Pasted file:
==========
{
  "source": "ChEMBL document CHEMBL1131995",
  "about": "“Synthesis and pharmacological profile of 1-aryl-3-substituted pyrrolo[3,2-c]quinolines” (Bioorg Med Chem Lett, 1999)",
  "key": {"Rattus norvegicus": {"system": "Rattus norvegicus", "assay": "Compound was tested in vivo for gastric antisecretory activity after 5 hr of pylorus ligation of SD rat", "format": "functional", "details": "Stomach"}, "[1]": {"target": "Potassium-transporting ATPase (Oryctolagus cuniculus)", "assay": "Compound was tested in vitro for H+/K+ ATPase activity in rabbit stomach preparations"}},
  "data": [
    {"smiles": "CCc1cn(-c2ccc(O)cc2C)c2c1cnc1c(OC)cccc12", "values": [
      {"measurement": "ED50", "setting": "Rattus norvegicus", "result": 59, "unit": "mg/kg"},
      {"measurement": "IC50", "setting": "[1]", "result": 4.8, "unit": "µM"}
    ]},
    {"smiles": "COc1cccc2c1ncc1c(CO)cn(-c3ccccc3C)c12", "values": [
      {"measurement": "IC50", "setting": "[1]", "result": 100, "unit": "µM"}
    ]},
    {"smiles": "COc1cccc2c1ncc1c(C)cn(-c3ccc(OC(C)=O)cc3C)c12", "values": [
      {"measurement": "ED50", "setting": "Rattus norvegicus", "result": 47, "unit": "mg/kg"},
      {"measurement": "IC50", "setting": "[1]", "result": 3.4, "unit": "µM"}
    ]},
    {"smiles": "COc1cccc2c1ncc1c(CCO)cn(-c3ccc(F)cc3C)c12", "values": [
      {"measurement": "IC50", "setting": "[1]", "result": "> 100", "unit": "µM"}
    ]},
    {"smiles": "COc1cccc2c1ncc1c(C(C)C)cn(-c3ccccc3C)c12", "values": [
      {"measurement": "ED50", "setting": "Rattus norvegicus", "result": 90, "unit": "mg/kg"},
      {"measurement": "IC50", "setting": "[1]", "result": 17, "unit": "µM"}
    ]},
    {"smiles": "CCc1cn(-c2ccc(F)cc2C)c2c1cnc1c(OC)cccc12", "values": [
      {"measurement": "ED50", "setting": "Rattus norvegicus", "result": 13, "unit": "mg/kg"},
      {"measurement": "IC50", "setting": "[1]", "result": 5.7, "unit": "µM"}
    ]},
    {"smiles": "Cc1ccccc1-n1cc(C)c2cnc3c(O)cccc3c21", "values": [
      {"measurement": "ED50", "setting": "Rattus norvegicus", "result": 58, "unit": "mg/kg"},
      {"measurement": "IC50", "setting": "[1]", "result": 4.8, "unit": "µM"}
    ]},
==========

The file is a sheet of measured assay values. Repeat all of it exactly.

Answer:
{
  "source": "ChEMBL document CHEMBL1131995",
  "about": "“Synthesis and pharmacological profile of 1-aryl-3-substituted pyrrolo[3,2-c]quinolines” (Bioorg Med Chem Lett, 1999)",
  "key": {"Rattus norvegicus": {"system": "Rattus norvegicus", "assay": "Compound was tested in vivo for gastric antisecretory activity after 5 hr of pylorus ligation of SD rat", "format": "functional", "details": "Stomach"}, "[1]": {"target": "Potassium-transporting ATPase (Oryctolagus cuniculus)", "assay": "Compound was tested in vitro for H+/K+ ATPase activity in rabbit stomach preparations"}},
  "data": [
    {"smiles": "CCc1cn(-c2ccc(O)cc2C)c2c1cnc1c(OC)cccc12", "values": [
      {"measurement": "ED50", "setting": "Rattus norvegicus", "result": 59, "unit": "mg/kg"},
      {"measurement": "IC50", "setting": "[1]", "result": 4.8, "unit": "µM"}
    ]},
    {"smiles": "COc1cccc2c1ncc1c(CO)cn(-c3ccccc3C)c12", "values": [
      {"measurement": "IC50", "setting": "[1]", "result": 100, "unit": "µM"}
    ]},
    {"smiles": "COc1cccc2c1ncc1c(C)cn(-c3ccc(OC(C)=O)cc3C)c12", "values": [
      {"measurement": "ED50", "setting": "Rattus norvegicus", "result": 47, "unit": "mg/kg"},
      {"measurement": "IC50", "setting": "[1]", "result": 3.4, "unit": "µM"}
    ]},
    {"smiles": "COc1cccc2c1ncc1c(CCO)cn(-c3ccc(F)cc3C)c12", "values": [
      {"measurement": "IC50", "setting": "[1]", "result": "> 100", "unit": "µM"}
    ]},
    {"smiles": "COc1cccc2c1ncc1c(C(C)C)cn(-c3ccccc3C)c12", "values": [
      {"measurement": "ED50", "setting": "Rattus norvegicus", "result": 90, "unit": "mg/kg"},
      {"measurement": "IC50", "setting": "[1]", "result": 17, "unit": "µM"}
    ]},
    {"smiles": "CCc1cn(-c2ccc(F)cc2C)c2c1cnc1c(OC)cccc12", "values": [
      {"measurement": "ED50", "setting": "Rattus norvegicus", "result": 13, "unit": "mg/kg"},
      {"measurement": "IC50", "setting": "[1]", "result": 5.7, "unit": "µM"}
    ]},
    {"smiles": "Cc1ccccc1-n1cc(C)c2cnc3c(O)cccc3c21", "values": [
      {"measurement": "ED50", "setting": "Rattus norvegicus", "result": 58, "unit": "mg/kg"},
      {"measurement": "IC50", "setting": "[1]", "result": 4.8, "unit": "µM"}
    ]},